Most logos print beautifully with a laser. Logos with small, fine details come out clear and precise. The main reason logos are engraved is for branding. When creating any kind of product, laser engraving can be an easy, clear way to display a logo.
There are many uses for laser engraving a logo. Beer companies, for example, can engrave their brewery logo onto their growlers. Indie brands can engrave their logos onto wooden napkin rings. Restaurants can laser engrave their names onto slate coasters. Any entity from the largest to smallest of businesses can use laser engraving to get their brand more visibility.
The most important considerations when laser engraving are the resolution of the photo being engraved and the medium being engraved. The quality of the artwork sent to the laser can have a bigger impact on the final product than the actual engraving resolution. If the user sends low-quality artwork to the laser, even the highest resolution setting on the laser cannot improve it. But quality is subjective. For some images, 300 DPI is fine, while 600 DPI could be the minimum quality for others.
While resolution plays a big part in producing a high-quality image, the artwork that will be engraved is also important. If the artwork is of low quality, even a 600 DPI resolution won’t improve it. Therefore, it’s critical to always start with a high-resolution image.
Epilog Laser prefers vector-based graphic design software when engraving logos. Among the types recommended by Epilog are programs like CorelDRAW, Adobe Illustrator, AutoCAD or any other vector-based software. “Raster” refers to the engraving of images, graphics and text and “vector” is used to describe cutting. Vector graphic design software allows a user to set line widths, and depending on the line width, the laser will recognize the line as a raster or a vector. With Epilog’s lasers, any line with a width of 0.001 in. or more will be a vector cut.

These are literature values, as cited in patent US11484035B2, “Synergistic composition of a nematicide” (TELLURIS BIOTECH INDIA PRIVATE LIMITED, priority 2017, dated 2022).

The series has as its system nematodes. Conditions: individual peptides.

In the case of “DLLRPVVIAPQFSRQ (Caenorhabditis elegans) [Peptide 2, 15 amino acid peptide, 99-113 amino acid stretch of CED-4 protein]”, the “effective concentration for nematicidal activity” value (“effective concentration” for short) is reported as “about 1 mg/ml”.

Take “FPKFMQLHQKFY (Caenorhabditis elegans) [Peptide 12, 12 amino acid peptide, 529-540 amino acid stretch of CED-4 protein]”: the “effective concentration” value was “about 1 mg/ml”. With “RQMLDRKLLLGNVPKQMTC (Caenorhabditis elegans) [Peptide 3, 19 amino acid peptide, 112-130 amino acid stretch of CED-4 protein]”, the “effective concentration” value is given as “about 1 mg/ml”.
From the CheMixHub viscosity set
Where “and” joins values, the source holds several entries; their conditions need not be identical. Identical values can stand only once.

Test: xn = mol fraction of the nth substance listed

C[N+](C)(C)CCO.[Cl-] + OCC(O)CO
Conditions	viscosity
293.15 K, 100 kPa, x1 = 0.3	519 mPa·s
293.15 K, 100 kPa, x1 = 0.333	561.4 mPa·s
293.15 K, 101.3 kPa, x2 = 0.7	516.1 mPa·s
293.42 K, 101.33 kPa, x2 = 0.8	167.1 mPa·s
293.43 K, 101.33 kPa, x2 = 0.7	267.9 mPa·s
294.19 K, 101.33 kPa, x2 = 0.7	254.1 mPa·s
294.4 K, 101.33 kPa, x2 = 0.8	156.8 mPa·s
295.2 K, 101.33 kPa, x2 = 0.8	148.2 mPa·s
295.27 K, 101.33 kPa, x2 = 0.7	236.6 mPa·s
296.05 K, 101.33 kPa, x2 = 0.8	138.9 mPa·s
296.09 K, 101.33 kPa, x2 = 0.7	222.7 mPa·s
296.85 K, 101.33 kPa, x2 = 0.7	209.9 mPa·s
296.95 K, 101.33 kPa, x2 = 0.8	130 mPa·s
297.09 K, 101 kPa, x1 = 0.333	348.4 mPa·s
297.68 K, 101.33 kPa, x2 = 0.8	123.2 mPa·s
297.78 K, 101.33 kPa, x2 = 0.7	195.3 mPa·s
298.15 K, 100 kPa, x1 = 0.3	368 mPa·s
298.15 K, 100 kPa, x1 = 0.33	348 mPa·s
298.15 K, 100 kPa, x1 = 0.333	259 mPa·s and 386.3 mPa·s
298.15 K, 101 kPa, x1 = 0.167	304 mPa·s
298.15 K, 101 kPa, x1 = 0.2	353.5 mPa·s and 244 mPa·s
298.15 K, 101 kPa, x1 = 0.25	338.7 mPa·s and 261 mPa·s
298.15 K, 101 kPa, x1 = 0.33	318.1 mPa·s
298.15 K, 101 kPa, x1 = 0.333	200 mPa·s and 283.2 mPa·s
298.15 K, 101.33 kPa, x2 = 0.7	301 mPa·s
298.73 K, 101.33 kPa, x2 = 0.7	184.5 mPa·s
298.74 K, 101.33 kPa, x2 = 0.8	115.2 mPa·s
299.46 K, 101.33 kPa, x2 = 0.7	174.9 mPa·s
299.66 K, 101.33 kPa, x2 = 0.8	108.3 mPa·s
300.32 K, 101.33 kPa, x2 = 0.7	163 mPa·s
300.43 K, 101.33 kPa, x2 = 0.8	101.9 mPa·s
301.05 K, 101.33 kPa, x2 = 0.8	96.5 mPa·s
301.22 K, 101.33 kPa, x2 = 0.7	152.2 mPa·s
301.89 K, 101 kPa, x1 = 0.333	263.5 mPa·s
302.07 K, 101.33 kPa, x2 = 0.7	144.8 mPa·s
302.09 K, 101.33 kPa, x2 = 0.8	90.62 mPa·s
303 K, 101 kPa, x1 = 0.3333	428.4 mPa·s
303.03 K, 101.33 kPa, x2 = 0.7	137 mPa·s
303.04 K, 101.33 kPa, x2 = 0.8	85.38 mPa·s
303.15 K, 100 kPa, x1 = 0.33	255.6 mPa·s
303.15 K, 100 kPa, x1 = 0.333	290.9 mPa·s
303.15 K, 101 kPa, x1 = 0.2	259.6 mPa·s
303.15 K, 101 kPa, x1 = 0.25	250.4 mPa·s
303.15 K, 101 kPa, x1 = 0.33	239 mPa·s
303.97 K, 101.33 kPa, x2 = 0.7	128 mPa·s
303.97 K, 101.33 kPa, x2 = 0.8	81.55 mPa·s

Most engraving files are greyscale/black and white. When using Epilog’s color mapping feature to engrave a logo, it is important to make sure the file is in RGB mode instead of CMYK. The Color Mapping feature allows the user to set engraving and cutting settings to different colors within the artwork in both raster and vector modes. The main uses for these modes are: using different colors to engrave at different speeds and powers within one document, and using different colors to allow users to sequence the order that objects will be marked. Using the RGB color scheme in the artwork with the Color Mapping feature is required because CMYK values will not translate.
Testing material before starting to engrave the product is another important step when engraving logos, no matter the size of your run. Before starting, ensure that the speed and power settings will produce the desired results. Although mass-produced laserable items are fairly consistent, it is almost impossible for every engraving to be 100 percent identical. This is especially true with organic materials.
Hopefully, this article has shared some helpful tips and tricks to consider the next time you find yourself laser-engraving a logo for your company, or others.